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Old 09-16-2008, 10:19 PM   #81
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HURRICANE IKE IMAGE INDEX COVERAGE AREAS

NGS has high res satellite imagery of the area online. You can click on a box, get a map of that, click on it, get a high res picture, then zoom in on any particular area.

Amazing.
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Old 09-17-2008, 12:46 PM   #82
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On line but not for long.
Ike paid us a visit. It was a little irry when the eye went over. For us the front side was worse than the back. Our area is wind damage only. We lost a couple of big trees, but in general the area survived well. No injuries to people. Trees dropped on four houses, but they came down soft for the most part with little damage. As a neighborhood we were lucky enough to get with a contractor Sunday and had them in the neighborhood Monday afternoon to start the clean up. We have estimated that it will take between 50 to 60, 25 cubic yard truck loads of tree debris to clear the streets and downed trees.

FEMA, for us, is acceptable. We have an ice, water, food station at our fire station.

Our water plant remaind up and there are hot showers for those that have propane. No electricity and none forecast for three weeks after the storm. I have seen power trucks in the area so we are hoping they are being pesimistic. Our problem may be heat when the cool front goes away and sewers backup as there is no power to the lift stations.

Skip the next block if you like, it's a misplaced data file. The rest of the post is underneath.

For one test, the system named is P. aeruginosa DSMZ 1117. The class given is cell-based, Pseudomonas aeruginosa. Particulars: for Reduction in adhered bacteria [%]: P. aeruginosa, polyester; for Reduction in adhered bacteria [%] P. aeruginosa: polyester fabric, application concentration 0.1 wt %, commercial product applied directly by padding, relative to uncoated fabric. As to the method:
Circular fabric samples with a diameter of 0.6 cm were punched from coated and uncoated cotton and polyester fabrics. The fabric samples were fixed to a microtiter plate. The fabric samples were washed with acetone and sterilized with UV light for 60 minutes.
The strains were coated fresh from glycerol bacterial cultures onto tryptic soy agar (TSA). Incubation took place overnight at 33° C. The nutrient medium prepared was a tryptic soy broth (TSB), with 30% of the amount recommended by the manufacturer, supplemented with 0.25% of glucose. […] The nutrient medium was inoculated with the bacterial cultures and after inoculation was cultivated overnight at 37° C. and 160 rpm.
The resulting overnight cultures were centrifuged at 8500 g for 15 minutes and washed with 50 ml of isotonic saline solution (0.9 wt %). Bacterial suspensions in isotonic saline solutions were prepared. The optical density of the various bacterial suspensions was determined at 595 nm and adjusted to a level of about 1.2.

Gas is still dificult to find. About 80% of the neighbors have generators. It is interesting folks that complain about $5 a day for power in normal time, are paying $20 to $25 a day for power, and that is for fridge, freezer, tv, light, and fans. NO AC!
I can't bring myself to spend $1,000 to save $300 worth of food.

WE ARE EATING WELL.. It is like a Nathans Hot Dog contest. Try eating the contents of a 14 cft freezer in a week. We had a pound of bacon for breakfast. Going to have to diet after this thing is over.
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Old 09-17-2008, 01:06 PM   #83
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Glad you're doing ok. A pound of bacon this a.m.....now that's livin' large!
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Old 09-17-2008, 04:46 PM   #84
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Only have three more pounds to go! Bacon that is.
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Old 09-28-2008, 11:28 AM   #85
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Update: